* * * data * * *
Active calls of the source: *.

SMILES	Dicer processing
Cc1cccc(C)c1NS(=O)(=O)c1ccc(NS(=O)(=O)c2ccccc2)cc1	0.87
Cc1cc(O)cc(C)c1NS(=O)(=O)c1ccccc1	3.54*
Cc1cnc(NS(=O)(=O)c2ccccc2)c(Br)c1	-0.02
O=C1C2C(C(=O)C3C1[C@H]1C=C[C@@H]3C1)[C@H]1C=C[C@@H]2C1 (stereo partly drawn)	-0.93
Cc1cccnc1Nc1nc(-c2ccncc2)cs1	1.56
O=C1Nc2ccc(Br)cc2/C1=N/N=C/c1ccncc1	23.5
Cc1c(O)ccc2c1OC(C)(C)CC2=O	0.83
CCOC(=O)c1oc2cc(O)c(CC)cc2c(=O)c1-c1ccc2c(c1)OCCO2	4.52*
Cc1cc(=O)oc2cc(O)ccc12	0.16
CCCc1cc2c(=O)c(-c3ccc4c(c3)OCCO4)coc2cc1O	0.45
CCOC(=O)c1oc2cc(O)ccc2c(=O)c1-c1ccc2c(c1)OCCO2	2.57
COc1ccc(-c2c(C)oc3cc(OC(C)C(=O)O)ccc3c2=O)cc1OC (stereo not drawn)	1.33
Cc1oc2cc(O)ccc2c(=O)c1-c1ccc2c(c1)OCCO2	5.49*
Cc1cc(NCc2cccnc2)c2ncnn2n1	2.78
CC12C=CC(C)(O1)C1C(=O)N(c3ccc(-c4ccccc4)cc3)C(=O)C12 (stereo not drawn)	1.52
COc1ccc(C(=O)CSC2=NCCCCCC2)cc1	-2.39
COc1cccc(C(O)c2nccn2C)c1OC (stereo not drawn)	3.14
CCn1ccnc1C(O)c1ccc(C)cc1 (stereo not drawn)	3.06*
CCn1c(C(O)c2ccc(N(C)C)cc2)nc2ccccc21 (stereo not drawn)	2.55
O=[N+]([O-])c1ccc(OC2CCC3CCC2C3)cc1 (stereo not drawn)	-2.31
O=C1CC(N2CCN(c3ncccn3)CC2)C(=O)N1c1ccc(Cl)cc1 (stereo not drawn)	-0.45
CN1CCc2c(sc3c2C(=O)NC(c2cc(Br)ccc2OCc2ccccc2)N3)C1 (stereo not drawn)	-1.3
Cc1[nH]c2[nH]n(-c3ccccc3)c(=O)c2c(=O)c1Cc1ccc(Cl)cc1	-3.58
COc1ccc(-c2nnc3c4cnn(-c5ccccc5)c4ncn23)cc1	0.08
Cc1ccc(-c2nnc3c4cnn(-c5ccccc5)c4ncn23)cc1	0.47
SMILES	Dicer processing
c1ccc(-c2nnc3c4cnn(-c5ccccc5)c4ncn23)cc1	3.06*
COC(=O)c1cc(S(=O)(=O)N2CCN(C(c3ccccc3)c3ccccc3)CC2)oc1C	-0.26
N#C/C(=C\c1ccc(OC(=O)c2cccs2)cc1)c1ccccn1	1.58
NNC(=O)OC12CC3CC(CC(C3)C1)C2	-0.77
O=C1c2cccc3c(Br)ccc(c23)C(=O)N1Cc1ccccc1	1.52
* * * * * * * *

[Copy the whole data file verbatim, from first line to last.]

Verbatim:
Active calls of the source: *.

SMILES	Dicer processing
Cc1cccc(C)c1NS(=O)(=O)c1ccc(NS(=O)(=O)c2ccccc2)cc1	0.87
Cc1cc(O)cc(C)c1NS(=O)(=O)c1ccccc1	3.54*
Cc1cnc(NS(=O)(=O)c2ccccc2)c(Br)c1	-0.02
O=C1C2C(C(=O)C3C1[C@H]1C=C[C@@H]3C1)[C@H]1C=C[C@@H]2C1 (stereo partly drawn)	-0.93
Cc1cccnc1Nc1nc(-c2ccncc2)cs1	1.56
O=C1Nc2ccc(Br)cc2/C1=N/N=C/c1ccncc1	23.5
Cc1c(O)ccc2c1OC(C)(C)CC2=O	0.83
CCOC(=O)c1oc2cc(O)c(CC)cc2c(=O)c1-c1ccc2c(c1)OCCO2	4.52*
Cc1cc(=O)oc2cc(O)ccc12	0.16
CCCc1cc2c(=O)c(-c3ccc4c(c3)OCCO4)coc2cc1O	0.45
CCOC(=O)c1oc2cc(O)ccc2c(=O)c1-c1ccc2c(c1)OCCO2	2.57
COc1ccc(-c2c(C)oc3cc(OC(C)C(=O)O)ccc3c2=O)cc1OC (stereo not drawn)	1.33
Cc1oc2cc(O)ccc2c(=O)c1-c1ccc2c(c1)OCCO2	5.49*
Cc1cc(NCc2cccnc2)c2ncnn2n1	2.78
CC12C=CC(C)(O1)C1C(=O)N(c3ccc(-c4ccccc4)cc3)C(=O)C12 (stereo not drawn)	1.52
COc1ccc(C(=O)CSC2=NCCCCCC2)cc1	-2.39
COc1cccc(C(O)c2nccn2C)c1OC (stereo not drawn)	3.14
CCn1ccnc1C(O)c1ccc(C)cc1 (stereo not drawn)	3.06*
CCn1c(C(O)c2ccc(N(C)C)cc2)nc2ccccc21 (stereo not drawn)	2.55
O=[N+]([O-])c1ccc(OC2CCC3CCC2C3)cc1 (stereo not drawn)	-2.31
O=C1CC(N2CCN(c3ncccn3)CC2)C(=O)N1c1ccc(Cl)cc1 (stereo not drawn)	-0.45
CN1CCc2c(sc3c2C(=O)NC(c2cc(Br)ccc2OCc2ccccc2)N3)C1 (stereo not drawn)	-1.3
Cc1[nH]c2[nH]n(-c3ccccc3)c(=O)c2c(=O)c1Cc1ccc(Cl)cc1	-3.58
COc1ccc(-c2nnc3c4cnn(-c5ccccc5)c4ncn23)cc1	0.08
Cc1ccc(-c2nnc3c4cnn(-c5ccccc5)c4ncn23)cc1	0.47
SMILES	Dicer processing
c1ccc(-c2nnc3c4cnn(-c5ccccc5)c4ncn23)cc1	3.06*
COC(=O)c1cc(S(=O)(=O)N2CCN(C(c3ccccc3)c3ccccc3)CC2)oc1C	-0.26
N#C/C(=C\c1ccc(OC(=O)c2cccs2)cc1)c1ccccn1	1.58
NNC(=O)OC12CC3CC(CC(C3)C1)C2	-0.77
O=C1c2cccc3c(Br)ccc(c23)C(=O)N1Cc1ccccc1	1.52